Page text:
Many people use their birthdays, a child’s name, etc to pad out a password. But why not have a bit of fun that will put a smile on your face every time you enter the password?
A football fan could use ‘MON_30_July_1966_ket!’ as their memorable clause. *Different memorable dates may apply for football fans outside England.
No-one can crack this one!
Hopefully England fans will not have to wait that long for them to ‘bring it home’.
Play around with some ideas. Just remember the rules.
What happens if you need to change the password?
Sometimes you are required to change a password. It is a good idea to do so regularly anyway.
Most cybersecurity firms and professionals recommend that you change your passwords every three months. Three months is very frequent for most people, but sensible. Cybercriminals and hackers don’t typically hack individuals (other than through phishing). They hack large corporations and businesses, download millions of passwords and then let their computers try them out on the usual websites. These data breaches mean any passwords can be at risk at some point in time, without you knowing.
In that case try adding ‘#2’, ‘#3’, etc at the end to create a new password. Alternatively create a new memorable phrase to use in the centre of the password for new passwords from that date on.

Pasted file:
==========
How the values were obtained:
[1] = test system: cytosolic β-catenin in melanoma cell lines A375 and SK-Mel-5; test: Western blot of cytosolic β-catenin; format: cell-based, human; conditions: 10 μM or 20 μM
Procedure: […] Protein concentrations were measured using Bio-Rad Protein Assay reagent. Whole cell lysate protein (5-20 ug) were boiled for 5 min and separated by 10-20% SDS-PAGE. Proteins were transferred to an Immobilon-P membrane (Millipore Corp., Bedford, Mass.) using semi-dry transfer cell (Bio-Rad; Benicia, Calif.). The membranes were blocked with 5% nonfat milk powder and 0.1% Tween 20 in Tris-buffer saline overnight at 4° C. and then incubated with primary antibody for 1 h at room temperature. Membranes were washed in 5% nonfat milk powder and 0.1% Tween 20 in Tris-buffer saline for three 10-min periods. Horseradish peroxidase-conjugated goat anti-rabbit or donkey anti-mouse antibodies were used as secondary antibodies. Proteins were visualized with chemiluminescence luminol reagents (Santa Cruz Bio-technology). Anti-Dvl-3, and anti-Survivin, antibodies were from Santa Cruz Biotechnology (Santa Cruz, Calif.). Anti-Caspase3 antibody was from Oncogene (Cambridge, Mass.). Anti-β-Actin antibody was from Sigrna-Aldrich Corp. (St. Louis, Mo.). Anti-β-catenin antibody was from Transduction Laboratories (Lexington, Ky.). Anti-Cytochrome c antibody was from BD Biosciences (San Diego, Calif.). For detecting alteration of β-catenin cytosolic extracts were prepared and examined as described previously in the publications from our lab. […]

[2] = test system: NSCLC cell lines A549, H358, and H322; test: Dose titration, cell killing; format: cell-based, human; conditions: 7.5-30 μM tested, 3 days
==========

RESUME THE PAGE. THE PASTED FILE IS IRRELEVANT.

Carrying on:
Whatever timescale you decide set a reminder in your calendar to remind you. Then every time you change a password set its next reminder.
Summary – create strong passwords you can remember
These are the main things to remember when managing your passwords – the rules and the guidelines for making them memorable.
- Create a different, unique password for each online account.
- Use uppercase and lowercase characters, numbers and special characters to make the number of possible variations as large as possible.
- Ensure the password is at least 8 characters, preferably 12 or more.
- Use the name of the online account in a set format to make the password relevant, unique and memorable.
- Split the password into memorable parts using special characters.
- Use memorable phrases (not birthdays of family names) to ensure you remember them.
- Change passwords frequently to keep hackers guessing.
How strong is strong?
You can check online how strong a password is and how long it will take to guess it (called a brute force attack).
There are several password strength checker websites, one of them is PasswordMonster.com. That is the one we used for the examples above.
Note: Before entering a password check that they clearly state they will not store any passwords you enter. Or use a similar word, not the exact one.